The alternative, however, as long as Scots place such a premium on national identity, is to hand the SNP a lasting and substantial starting advantage.

At this point I’ll be partisan. To my mind, Murphy struck me as an excellent choice to lead Scottish Labour but as I’m neither Scottish nor Labour, my judgement may be suspect. Certainly the voters north of the border haven’t agreed. Even so, his defeat may be a blessing in disguise: he should run for and lead Labour’s Holyrood delegation. How the Lib Dems come back is more difficult and will first require them to define what they are for. For the Conservatives, the matter is more simple and is to do with historic legacy as much as anything. Disassociating from the Thatcher inheritance and developing a more local interpretation of a centre-right party will remove the glass ceiling of 15% the Scottish Tories are stuck beneath, particularly with the Lib Dems in collapse and the SNP actively chasing Labour’s voters with strongly left-wing rhetoric.

Given that the Holyrood elections take place in less than a year, with the Scottish locals in 2017 and – if Sturgeon can match or surpass Salmond’s achievement in Holyrood – the prospect of another referendum at the backend of the decade, there’s no time for delay: change must come within months not years.

David Herdson

p.s. The Conservatives came in for some criticism before the election for sticking to their 40-40 strategy of targeting a relatively limited number of defences while simultaneously looking to make the same number of advances; the argument being that, given the polls, they were overstretching and so exposing their flank of middle targets to Labour. CCHQ hasn’t always got its targeting strategy right over the years but on this occasion it couldn’t have planned it much better. Getting that right has markedly improved the Tory vote efficiency.

p.p.s. On the subject of predicting where the election result would end up, I hope some readers exercised the caution I advised last week on not being overly reliant on the polls and considering both the possibility of the Tories doing far better than was being projected, and of the Lib Dems doing far worse. (I accept I also suggested considering Labour doing far better but it’s a percentage game and any losses there should have been more than offset by the gains elsewhere).

* That’s not quite true: there have been various instances where two parties in an electoral pact have both polled over a million, such as the SDP-Liberal alliance in the 1980s, but that’s a technicality; this year, six distinct electoral forces all cleared the million mark.


Ipsos-MORI Scotland phone poll has SNP a staggering 34% ahead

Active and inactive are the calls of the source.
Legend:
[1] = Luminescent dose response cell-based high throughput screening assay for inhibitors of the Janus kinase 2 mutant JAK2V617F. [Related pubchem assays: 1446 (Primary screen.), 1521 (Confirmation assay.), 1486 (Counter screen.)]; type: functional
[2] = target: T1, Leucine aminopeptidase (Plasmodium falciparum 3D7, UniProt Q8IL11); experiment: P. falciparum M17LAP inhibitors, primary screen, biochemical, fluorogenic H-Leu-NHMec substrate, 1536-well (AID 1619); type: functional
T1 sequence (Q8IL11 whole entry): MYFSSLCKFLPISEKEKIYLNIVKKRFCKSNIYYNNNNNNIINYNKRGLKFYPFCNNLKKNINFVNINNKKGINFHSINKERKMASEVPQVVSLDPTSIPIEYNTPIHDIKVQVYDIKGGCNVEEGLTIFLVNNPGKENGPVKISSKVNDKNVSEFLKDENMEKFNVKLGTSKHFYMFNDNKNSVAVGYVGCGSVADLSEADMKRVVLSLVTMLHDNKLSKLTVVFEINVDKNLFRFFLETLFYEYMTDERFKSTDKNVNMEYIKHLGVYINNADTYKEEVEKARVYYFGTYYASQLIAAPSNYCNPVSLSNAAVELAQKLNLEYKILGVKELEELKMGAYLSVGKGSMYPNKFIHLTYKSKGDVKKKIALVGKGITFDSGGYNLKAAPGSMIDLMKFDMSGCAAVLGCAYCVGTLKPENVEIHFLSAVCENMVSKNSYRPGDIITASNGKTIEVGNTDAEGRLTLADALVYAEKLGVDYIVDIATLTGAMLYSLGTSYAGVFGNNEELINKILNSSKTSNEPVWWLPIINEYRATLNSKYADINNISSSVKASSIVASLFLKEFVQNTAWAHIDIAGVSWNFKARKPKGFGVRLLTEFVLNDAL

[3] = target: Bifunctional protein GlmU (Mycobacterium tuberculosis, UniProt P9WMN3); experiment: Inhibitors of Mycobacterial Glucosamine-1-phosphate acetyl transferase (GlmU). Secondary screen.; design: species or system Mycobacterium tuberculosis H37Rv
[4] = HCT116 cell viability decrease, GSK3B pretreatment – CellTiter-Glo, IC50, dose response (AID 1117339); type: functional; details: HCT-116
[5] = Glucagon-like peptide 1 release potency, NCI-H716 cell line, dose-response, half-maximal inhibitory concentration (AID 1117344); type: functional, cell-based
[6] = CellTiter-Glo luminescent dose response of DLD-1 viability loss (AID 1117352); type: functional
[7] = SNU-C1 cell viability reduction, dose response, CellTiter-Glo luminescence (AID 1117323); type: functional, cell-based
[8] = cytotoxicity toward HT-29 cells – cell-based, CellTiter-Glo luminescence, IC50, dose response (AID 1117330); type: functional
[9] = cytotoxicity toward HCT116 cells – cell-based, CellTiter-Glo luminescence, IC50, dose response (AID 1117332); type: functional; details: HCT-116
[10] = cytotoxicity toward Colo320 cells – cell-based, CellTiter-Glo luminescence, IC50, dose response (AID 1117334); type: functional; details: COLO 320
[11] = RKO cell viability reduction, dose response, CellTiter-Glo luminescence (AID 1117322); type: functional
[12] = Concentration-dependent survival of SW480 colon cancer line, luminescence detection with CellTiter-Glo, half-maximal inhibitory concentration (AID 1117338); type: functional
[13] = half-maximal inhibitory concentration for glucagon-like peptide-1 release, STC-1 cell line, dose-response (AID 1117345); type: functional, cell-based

Wednesday, April 29th, 2015

This could be down to “shy unionists”

With the ongoing debate about phone polls versus online ones there’s a new Ipsos Scotland survey for STV which has extraordinary figures with the SNP on its biggest level yet.

The firm is the only one that regularly carries out phone polls in Scotland and its findings this morning are remarkable.

There’s been a lot of talk about “shy responders” to phone polling with supporters of less popular positions said to be reluctant to volunteer that information in a live conversation with a pollster. Could that be happening here?

The answer is that we don’t know but this poll will become a reference point on the shy factor

Mike Smithson

For 11 years viewing politics from OUTSIDE the Westminster bubble


Tonight’s Scottish debate was superb – the question now is whether it will change votes

Tuesday, April 7th, 2015

With what happens in Scotland likely to play a big part in the May 7th outcome the big event tonight was the STV Scottish leaders’ debate. It was powerful and passionate and on a totally different level from the sterile event last Thursday.

The clip above is one of the better bits.

For Jim Murphy this was a massive night and I thought he did well -though at times might have been too aggressive. Nicola Sturgeon found the going much harder than last week’s session and was hit by both Murphy and Ruth Davidson – the Scottish Tory leader.

Whether it will move the polls much I don’t know.

Tonight’s YouGov

Mike Smithson

For 11 years viewing politics from OUTSIDE the Westminster bubble


Labour’s London progress could be masking a bigger trend: the party’s putting on most support where it doesn’t need it

Tuesday, March 31st, 2015

The latest spate of London polls has been very positive for Labour with vote shares in the capital up 9% or more on 2010. It really does look as though the party is going to do very well there.

The only problem is that there aren’t that many CON targets apart from Hendon, Brentford & Isleworth,Enfield North, Ealing Central Acton, Croydon Central. Obviously the party’s got hopes in two or three Lib Dem seats but these are nothing like as important as gains from CON.

    In terms of being top party on seats each CON seat that LAB takes has the same impact as two gains from the LDs

As we’ve discussed here before FPTP elections are as much about where your vote is rather than how many. So if LAB is putting on a disproportionate increase of votes in one group of seats, London for instance, then that will be reflected in smaller elsewhere.

London has 73 constituencies out of a total English contingent of 533.

New ComRes Scottish phone poll points to 28 lost LAB seats


This poll is the first of its kind and is restricted to just the Scottish seats that Labour currently holds. The picture is what we’ve seen with other forms of polling and confirms the difficulties that exist north of the border. It’s estimated that this polling points to Labour losing 28 seats to the SNP.

Mike Smithson

For 11 years viewing politics from OUTSIDE the Westminster bubble